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Less than .1% Of Cancun Tourists Are The Victim Of A Security Situation

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According to statistics from the governor of Quintana Roo, less than .1% of tourists in Cancun are affected by security issues during their vacations.

Tourists on Playa del Carmen Beach

In an interview with Travel Pulse, Governor Maria Lezama said that the exact percentage of tourists affected by the state’s insecurity is 0.000002%.

“The dirty war against tourist destinations does not affect the government, they affect the citizens of the place we live,” said Governor Lezama.

Police Vehicle Sitting in the Cancun Hotel Zone

In response to the United States Department of State issuing a travel advisory urging U.S. citizens to exercise increased caution in Quintana Roo, Governor Lezama defended her state. She decried the advisory as part of a “dirty war” against tourism in the Mexican Caribbean.

The advisory issued by the United States says that “U.S. citizens should exercise increased caution in the downtown areas of popular spring break locations, including Cancun, Playa Del Carmen, and Tulum, especially after dark.”

The Uptick In Violence In Quintana Roo

There has been a wave of high-profile criminal attacks across Mexico and the state of Quintana Roo in recent months.

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tulum police

Most recently, the city of Tulum, located south of Cancun in Quintana Roo, had to release an advisory in response to safety concerns in the area.

According to the advisory, visitors and citizens have been isolated from the violence and turf wars taking place in the city.

In Cancun itself, a recent shooting resulted in four bodies being found near a popular tourist strip. Tourists reported hearing the gunshots from the beach.

This shooting took place only weeks after an American was shot in the leg in a nearby city.

Law Enforcement Response

Government and law enforcement officials have taken action in response to recent violence and in preparation for large-scale tourism ahead of the Easter holidays.

Tulum Hotels And Police Add More Security Cameras To Increase Tourist Safety

Governor Lezama is spearheading a security operation that will bring together 5,000 police and military personnel to maintain order during periods of high tourism.

Law enforcement intends to maintain high visibility in areas frequented by tourists, such as beaches, restaurants, and commercial plazas.

In recent months, security camera monitoring has been developed in the region. This expansion will be put to the test as the Mexican Caribbean’s C5 security complex hopes to track crime as it happens.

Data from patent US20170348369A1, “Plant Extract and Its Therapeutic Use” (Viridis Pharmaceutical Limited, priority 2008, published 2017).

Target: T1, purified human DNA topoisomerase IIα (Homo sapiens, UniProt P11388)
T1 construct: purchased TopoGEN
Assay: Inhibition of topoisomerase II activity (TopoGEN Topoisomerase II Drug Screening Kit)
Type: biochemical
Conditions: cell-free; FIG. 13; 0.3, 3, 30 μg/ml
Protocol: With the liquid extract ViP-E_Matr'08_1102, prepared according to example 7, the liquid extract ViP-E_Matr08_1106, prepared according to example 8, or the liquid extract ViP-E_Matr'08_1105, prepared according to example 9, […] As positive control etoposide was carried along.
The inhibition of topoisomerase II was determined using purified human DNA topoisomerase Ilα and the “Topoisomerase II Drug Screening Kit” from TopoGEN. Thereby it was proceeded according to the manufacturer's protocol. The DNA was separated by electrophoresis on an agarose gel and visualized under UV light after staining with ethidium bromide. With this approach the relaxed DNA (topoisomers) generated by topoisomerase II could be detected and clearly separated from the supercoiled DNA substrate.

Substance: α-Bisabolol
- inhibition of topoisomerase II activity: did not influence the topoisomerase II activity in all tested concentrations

A police officer conducting a spot check on a Cancun car

Additionally, Mexican authorities will set up vehicle checkpoints and random security checks for the holidays.

Tourist Response

Despite the headlines, tourists continue to flock to Cancun and other tourist destinations in Quintana Roo.

Mexican President Andrés Manuel López Obrador recently celebrated American tourism in Cancun in light of the travel advisory issued by the state department. Despite the advisory, “Cancun is full of Americans,” he says.

Like Governor Lezama, President López Obrador was not a fan of the U.S. travel advisory against Quintana Roo. He claims that when it comes to security, the reality in Mexico is different from the picture painted by the United States, saying that his government does “not accept when foreign legislators say that you cannot visit Mexico.”

Tourists on a Puerto Morelos Beach

Jack Ezon, the co-founder of the Embark Beyond travel agency, shares the same outlook as President López Obrador and Governor Lezama.

Ezon said that he has not seen Americans canceling their bookings in response to the negative headlines and applauded tourists for “overcoming sensationalism.”

David Grigoryan, an American tourist in Cancun at the time of the shooting resulting in 4 deaths, had a different experience.

A white-sand beach in the Mexican Caribbean

Since he had visited Cancun so often, David says that he “was never one who really cared” about the travel warnings. However, he says that “seeing it happen… literally feet in front of you, kind of makes you rethink a little bit.”

Nevertheless, government and industry officials remind travelers that very few tourists in the Maya Riviera experience any sort of violence or crime during their stay.

Despite the uptick in crime, Quintana Roo is still considered to be under a level 2 advisory from the Department of State, putting destinations like Cancun and Tulum on par with France and The United Kingdom in terms of safety.

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